Krêkvars: ‘In the Middle of the Road There Is a Tree’

Krêkvars Students Arts Festival review play (2 stars)

If a play is as intimate as the Lier Theatre allows, short in duration and small in scale, the only few ways it can impress is with a cast of great performers and a powerful script to drive it. In the Middle of the Road Is a Tree is lacking in all departments.

The dramedy centres around the lives of a bickering couple, each with things they hate about the other. Sam (Jose Chung) loves to read his newspaper, of which his lover loves to cut pieces, and Emma (Georja Glyptis) has an obsession with cleaning utensils. Emma is deluded in thinking she has control of the relationship and of Sam, dictating the rules of engagement and expecting Sam to toe the line. But her grip loosens gradually and her insecurities are exposed (‘I depend on you for the breath in my lungs no matter how old and stale!’).

Chung’s delivery is astonishingly amateur and unnatural. And his first of two instances of repartee with Glyptis is weak, soulless, without feeling, rushed and laboured as though they both want to get it over and done with, and most unforgivably, prepared. It’s only in the easy, dramatic moments that the pair seem to show signs of vigour and passion. Anyone can shout and feign fury, but it takes an actor to milk the dry lines which seem to say nothing, to play with the muscles in their faces and make random gestures to fill the silence. The pseudo-confession monologue very near the first row of the audience seats who have felt more compelling with more capable, rounded performers, and not those who can only shine when they have to throw out tart retorts.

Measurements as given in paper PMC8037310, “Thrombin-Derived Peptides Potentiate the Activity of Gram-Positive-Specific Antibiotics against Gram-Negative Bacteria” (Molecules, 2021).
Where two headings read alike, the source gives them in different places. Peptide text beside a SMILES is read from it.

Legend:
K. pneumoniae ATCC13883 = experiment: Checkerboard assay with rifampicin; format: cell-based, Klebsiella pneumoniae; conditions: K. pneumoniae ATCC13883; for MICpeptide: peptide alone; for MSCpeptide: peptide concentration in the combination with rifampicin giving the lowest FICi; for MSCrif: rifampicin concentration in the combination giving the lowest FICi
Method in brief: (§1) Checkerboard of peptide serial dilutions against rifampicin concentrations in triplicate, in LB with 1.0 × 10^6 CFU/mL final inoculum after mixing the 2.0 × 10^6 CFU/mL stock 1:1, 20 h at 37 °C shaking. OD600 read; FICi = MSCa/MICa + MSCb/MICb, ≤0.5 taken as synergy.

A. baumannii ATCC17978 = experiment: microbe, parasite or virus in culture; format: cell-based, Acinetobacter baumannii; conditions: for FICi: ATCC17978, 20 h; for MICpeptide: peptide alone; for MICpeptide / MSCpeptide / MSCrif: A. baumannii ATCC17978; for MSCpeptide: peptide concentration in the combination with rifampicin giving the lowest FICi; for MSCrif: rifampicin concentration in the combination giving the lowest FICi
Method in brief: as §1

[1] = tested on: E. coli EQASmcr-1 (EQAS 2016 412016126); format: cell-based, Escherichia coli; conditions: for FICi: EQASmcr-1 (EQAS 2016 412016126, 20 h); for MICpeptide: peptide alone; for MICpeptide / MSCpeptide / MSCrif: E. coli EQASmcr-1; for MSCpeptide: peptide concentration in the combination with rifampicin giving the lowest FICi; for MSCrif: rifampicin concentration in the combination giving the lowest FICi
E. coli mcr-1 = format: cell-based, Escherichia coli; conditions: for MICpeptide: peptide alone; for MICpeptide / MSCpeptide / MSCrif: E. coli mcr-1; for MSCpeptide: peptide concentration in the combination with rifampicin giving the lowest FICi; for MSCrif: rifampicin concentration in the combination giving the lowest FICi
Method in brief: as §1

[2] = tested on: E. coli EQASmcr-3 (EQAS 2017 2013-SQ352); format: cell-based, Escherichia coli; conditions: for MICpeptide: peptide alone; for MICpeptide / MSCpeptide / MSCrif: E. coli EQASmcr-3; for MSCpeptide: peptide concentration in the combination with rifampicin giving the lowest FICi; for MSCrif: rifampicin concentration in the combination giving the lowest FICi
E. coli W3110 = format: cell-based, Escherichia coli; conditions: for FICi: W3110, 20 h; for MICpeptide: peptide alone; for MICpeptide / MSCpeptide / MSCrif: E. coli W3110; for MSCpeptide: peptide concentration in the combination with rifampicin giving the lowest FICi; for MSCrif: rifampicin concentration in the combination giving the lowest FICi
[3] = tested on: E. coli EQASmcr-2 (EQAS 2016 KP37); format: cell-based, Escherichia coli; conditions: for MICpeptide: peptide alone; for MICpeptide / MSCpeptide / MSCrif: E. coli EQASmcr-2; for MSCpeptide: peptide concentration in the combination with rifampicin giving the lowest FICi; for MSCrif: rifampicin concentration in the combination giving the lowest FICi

‘You washed your feet?’ is a recurring line in the play supposed to be some smart leitmotif, but whatever genius the play has is drowned out by its many distracting faults.

A Tree is an incompetently performed whose actors did not do the script justice. And it feels incomplete less for the fact that it only it made it two-thirds of the way to forty-five minutes and more that the script lack a deft and crisp pen to bring the play to life.
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